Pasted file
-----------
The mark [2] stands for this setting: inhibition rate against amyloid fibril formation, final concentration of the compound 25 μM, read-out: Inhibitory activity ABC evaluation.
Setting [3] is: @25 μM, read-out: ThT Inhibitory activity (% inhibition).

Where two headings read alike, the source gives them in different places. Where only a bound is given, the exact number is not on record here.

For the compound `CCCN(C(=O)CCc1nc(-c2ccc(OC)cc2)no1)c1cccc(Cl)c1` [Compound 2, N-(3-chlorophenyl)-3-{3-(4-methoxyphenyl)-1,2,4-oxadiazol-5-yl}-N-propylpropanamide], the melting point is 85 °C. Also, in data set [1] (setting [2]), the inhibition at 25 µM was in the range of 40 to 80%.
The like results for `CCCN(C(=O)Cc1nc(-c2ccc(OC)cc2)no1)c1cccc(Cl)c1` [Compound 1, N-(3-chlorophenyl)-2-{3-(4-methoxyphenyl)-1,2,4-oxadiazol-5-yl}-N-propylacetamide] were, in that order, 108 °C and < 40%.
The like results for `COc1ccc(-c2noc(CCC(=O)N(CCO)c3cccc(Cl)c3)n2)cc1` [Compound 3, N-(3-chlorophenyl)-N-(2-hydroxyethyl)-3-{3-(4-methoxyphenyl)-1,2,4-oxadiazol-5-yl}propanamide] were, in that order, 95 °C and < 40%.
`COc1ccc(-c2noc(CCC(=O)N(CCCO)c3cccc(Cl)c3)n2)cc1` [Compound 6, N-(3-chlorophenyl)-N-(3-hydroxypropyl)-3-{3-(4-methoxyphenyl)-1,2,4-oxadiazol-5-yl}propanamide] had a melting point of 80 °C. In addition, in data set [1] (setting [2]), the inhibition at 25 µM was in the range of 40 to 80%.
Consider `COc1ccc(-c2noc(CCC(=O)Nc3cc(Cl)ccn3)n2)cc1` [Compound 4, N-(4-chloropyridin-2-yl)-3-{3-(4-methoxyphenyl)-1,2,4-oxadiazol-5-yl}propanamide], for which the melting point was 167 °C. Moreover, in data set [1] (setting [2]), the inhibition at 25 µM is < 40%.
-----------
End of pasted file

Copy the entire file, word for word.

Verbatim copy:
The mark [2] stands for this setting: inhibition rate against amyloid fibril formation, final concentration of the compound 25 μM, read-out: Inhibitory activity ABC evaluation.
Setting [3] is: @25 μM, read-out: ThT Inhibitory activity (% inhibition).

Where two headings read alike, the source gives them in different places. Where only a bound is given, the exact number is not on record here.

For the compound `CCCN(C(=O)CCc1nc(-c2ccc(OC)cc2)no1)c1cccc(Cl)c1` [Compound 2, N-(3-chlorophenyl)-3-{3-(4-methoxyphenyl)-1,2,4-oxadiazol-5-yl}-N-propylpropanamide], the melting point is 85 °C. Also, in data set [1] (setting [2]), the inhibition at 25 µM was in the range of 40 to 80%.
The like results for `CCCN(C(=O)Cc1nc(-c2ccc(OC)cc2)no1)c1cccc(Cl)c1` [Compound 1, N-(3-chlorophenyl)-2-{3-(4-methoxyphenyl)-1,2,4-oxadiazol-5-yl}-N-propylacetamide] were, in that order, 108 °C and < 40%.
The like results for `COc1ccc(-c2noc(CCC(=O)N(CCO)c3cccc(Cl)c3)n2)cc1` [Compound 3, N-(3-chlorophenyl)-N-(2-hydroxyethyl)-3-{3-(4-methoxyphenyl)-1,2,4-oxadiazol-5-yl}propanamide] were, in that order, 95 °C and < 40%.
`COc1ccc(-c2noc(CCC(=O)N(CCCO)c3cccc(Cl)c3)n2)cc1` [Compound 6, N-(3-chlorophenyl)-N-(3-hydroxypropyl)-3-{3-(4-methoxyphenyl)-1,2,4-oxadiazol-5-yl}propanamide] had a melting point of 80 °C. In addition, in data set [1] (setting [2]), the inhibition at 25 µM was in the range of 40 to 80%.
Consider `COc1ccc(-c2noc(CCC(=O)Nc3cc(Cl)ccn3)n2)cc1` [Compound 4, N-(4-chloropyridin-2-yl)-3-{3-(4-methoxyphenyl)-1,2,4-oxadiazol-5-yl}propanamide], for which the melting point was 167 °C. Moreover, in data set [1] (setting [2]), the inhibition at 25 µM is < 40%.